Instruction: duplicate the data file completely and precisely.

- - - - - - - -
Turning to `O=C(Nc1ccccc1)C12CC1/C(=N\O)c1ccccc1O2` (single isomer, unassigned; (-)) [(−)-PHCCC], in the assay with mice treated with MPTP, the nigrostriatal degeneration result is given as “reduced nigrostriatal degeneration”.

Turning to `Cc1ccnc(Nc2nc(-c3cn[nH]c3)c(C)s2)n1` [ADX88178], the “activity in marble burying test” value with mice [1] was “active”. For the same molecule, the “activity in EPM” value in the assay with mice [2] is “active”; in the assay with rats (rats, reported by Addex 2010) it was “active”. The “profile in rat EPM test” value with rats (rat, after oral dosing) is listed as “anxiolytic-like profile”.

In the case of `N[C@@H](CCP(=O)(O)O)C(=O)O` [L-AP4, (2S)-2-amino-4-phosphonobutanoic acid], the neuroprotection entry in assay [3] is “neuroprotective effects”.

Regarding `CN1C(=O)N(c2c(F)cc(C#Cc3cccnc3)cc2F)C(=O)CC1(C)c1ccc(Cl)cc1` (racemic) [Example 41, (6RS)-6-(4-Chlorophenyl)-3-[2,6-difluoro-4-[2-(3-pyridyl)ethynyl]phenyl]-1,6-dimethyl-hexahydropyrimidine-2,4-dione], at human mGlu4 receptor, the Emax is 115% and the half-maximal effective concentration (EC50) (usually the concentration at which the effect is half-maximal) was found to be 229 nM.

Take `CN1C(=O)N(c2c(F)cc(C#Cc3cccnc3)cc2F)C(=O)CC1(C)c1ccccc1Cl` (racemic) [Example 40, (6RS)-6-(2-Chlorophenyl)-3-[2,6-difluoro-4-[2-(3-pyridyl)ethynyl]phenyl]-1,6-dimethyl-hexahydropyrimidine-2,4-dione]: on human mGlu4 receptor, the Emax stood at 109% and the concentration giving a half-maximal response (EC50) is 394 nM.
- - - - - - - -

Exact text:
Turning to `O=C(Nc1ccccc1)C12CC1/C(=N\O)c1ccccc1O2` (single isomer, unassigned; (-)) [(−)-PHCCC], in the assay with mice treated with MPTP, the nigrostriatal degeneration result is given as “reduced nigrostriatal degeneration”.

Turning to `Cc1ccnc(Nc2nc(-c3cn[nH]c3)c(C)s2)n1` [ADX88178], the “activity in marble burying test” value with mice [1] was “active”. For the same molecule, the “activity in EPM” value in the assay with mice [2] is “active”; in the assay with rats (rats, reported by Addex 2010) it was “active”. The “profile in rat EPM test” value with rats (rat, after oral dosing) is listed as “anxiolytic-like profile”.

In the case of `N[C@@H](CCP(=O)(O)O)C(=O)O` [L-AP4, (2S)-2-amino-4-phosphonobutanoic acid], the neuroprotection entry in assay [3] is “neuroprotective effects”.

Regarding `CN1C(=O)N(c2c(F)cc(C#Cc3cccnc3)cc2F)C(=O)CC1(C)c1ccc(Cl)cc1` (racemic) [Example 41, (6RS)-6-(4-Chlorophenyl)-3-[2,6-difluoro-4-[2-(3-pyridyl)ethynyl]phenyl]-1,6-dimethyl-hexahydropyrimidine-2,4-dione], at human mGlu4 receptor, the Emax is 115% and the half-maximal effective concentration (EC50) (usually the concentration at which the effect is half-maximal) was found to be 229 nM.

Take `CN1C(=O)N(c2c(F)cc(C#Cc3cccnc3)cc2F)C(=O)CC1(C)c1ccccc1Cl` (racemic) [Example 40, (6RS)-6-(2-Chlorophenyl)-3-[2,6-difluoro-4-[2-(3-pyridyl)ethynyl]phenyl]-1,6-dimethyl-hexahydropyrimidine-2,4-dione]: on human mGlu4 receptor, the Emax stood at 109% and the concentration giving a half-maximal response (EC50) is 394 nM.